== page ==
Saturday, August 10, 2019

Car Cemetery (Fernando Arrabal, 1983)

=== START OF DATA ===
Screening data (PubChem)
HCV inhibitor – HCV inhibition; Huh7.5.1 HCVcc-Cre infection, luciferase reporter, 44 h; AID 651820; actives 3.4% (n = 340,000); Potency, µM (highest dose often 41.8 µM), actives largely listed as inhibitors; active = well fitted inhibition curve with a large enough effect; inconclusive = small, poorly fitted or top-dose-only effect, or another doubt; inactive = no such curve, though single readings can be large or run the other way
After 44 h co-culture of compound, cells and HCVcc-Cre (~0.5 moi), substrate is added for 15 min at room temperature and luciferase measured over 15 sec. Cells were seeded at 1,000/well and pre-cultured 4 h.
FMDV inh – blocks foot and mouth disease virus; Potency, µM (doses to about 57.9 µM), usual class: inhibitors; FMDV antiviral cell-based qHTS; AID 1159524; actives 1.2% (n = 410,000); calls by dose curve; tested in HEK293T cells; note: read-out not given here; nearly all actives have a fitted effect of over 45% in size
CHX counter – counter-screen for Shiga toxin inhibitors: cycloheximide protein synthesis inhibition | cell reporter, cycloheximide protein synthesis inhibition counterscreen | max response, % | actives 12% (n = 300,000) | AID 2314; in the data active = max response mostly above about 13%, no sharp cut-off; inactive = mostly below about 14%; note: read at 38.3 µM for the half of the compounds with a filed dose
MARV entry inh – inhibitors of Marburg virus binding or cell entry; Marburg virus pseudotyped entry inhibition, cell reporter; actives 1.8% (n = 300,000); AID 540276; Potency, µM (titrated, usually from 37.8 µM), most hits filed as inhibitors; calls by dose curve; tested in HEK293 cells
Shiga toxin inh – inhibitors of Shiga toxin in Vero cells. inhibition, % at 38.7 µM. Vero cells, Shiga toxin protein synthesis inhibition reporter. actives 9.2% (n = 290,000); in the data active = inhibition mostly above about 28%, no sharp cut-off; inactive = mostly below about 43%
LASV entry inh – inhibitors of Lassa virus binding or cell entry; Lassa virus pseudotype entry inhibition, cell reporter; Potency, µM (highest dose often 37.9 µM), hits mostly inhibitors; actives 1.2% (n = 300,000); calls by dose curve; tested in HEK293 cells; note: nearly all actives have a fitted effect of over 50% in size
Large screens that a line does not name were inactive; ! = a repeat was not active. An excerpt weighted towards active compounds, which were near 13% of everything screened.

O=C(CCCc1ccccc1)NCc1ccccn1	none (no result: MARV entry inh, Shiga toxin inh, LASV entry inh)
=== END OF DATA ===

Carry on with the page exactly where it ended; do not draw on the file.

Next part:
Fernando Arrabal’s Car Cemetery makes for naggingly unsatisfying viewing, sounding in theory like the most crazily unbound of all the director’s films, but in practice considerably constrained by its claustrophobic setting and by the tightness of its Biblical analogy. The setting is a post-apocalyptic landscape in which – as far as we can see anyway – the main surviving institutions are junkyards, populated mostly by what looks like the overflow from a Siouxsie and the Banshees concert, although it appears authoritarian structures remain in place elsewhere. The ethos of the place is driven in part by devotion to the Jesus-like Emanou, and partly by heedless sex and nudity and sado-masochism (although, again, Arrabal’s handling of these elements feels a bit hemmed in – well, apparently it was a TV production). Most key elements of the Christ story are there, with a twist, from the virgin birth (in which, for instance, three hot women substitute for the wise men) through the miraculous multiplication of the loaves and fishes (in this case a McDonald’s burger) and the resurrection of a Lazarus-like figure to the betrayal (in this instance during a concert) and the crucifixion. It would be easy to lazily dismiss all this as blasphemous, but the almost slavish nature of the correspondences seems equally indicative of grudging fascination: in the circumstances though it hardly matters either way (there’s nothing here to equal the dense, doctrine-heavy exchanges in Bunuel’s The Milky Way). The film’s final image, an animated representation of the ascension, seems strangely pinched and abbreviated, rather as if Arrabal’s artistic eyes had adjusted to the film’s murkiness and he couldn’t imagine unleashing the light, or else as if he didn’t believe that anything in this hermetic universe warranted a resurrection. I doubt that anyone would exactly be bored by the film, but it’s in no way the best entry point into Arrabal’s work.

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